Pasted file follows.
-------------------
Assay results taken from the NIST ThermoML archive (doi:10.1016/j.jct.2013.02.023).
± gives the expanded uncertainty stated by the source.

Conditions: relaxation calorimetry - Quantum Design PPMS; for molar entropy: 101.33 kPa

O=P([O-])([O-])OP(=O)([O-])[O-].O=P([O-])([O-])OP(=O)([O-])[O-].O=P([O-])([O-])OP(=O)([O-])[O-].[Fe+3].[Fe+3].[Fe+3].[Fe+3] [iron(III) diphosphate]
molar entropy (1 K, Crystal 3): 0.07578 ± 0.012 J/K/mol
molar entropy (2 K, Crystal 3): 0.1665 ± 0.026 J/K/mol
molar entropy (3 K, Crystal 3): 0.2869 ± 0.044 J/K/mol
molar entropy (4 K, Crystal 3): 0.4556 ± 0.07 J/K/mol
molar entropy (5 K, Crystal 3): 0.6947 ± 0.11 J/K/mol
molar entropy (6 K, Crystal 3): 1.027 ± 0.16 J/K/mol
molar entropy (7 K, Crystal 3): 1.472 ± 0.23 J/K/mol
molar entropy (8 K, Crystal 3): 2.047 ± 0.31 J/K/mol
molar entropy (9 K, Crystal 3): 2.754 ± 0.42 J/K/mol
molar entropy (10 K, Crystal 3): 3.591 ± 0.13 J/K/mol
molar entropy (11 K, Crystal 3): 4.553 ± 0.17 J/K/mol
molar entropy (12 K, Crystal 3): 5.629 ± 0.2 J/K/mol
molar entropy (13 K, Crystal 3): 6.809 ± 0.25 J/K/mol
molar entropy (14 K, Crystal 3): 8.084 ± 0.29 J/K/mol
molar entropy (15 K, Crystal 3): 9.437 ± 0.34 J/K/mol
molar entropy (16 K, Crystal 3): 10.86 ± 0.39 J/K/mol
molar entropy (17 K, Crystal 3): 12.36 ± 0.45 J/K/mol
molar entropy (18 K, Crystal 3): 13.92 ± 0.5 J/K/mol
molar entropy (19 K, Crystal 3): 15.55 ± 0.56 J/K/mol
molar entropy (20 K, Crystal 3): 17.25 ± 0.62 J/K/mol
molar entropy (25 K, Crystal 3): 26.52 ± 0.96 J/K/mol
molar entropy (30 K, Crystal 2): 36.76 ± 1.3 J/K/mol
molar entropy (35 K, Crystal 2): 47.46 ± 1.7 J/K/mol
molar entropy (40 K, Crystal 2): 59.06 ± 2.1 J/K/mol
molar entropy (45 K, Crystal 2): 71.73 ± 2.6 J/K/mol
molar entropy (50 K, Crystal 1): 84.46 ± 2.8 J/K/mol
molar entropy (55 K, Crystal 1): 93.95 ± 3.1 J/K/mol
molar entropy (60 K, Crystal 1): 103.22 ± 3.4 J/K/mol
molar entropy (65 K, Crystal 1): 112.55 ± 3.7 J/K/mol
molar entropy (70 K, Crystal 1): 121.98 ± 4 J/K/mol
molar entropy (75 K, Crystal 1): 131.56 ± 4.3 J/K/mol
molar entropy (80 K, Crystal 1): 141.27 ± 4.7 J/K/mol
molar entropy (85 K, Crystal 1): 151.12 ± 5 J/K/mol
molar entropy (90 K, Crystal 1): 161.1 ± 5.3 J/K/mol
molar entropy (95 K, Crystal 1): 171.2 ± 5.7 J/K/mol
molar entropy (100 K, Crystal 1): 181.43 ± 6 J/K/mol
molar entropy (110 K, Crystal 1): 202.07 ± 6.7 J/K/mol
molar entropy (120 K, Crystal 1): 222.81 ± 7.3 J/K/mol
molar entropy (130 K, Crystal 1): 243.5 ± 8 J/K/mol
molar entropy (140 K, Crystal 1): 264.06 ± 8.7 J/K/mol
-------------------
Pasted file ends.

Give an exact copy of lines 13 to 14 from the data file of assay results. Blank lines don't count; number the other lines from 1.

molar entropy (9 K, Crystal 3): 2.754 ± 0.42 J/K/mol
molar entropy (10 K, Crystal 3): 3.591 ± 0.13 J/K/mol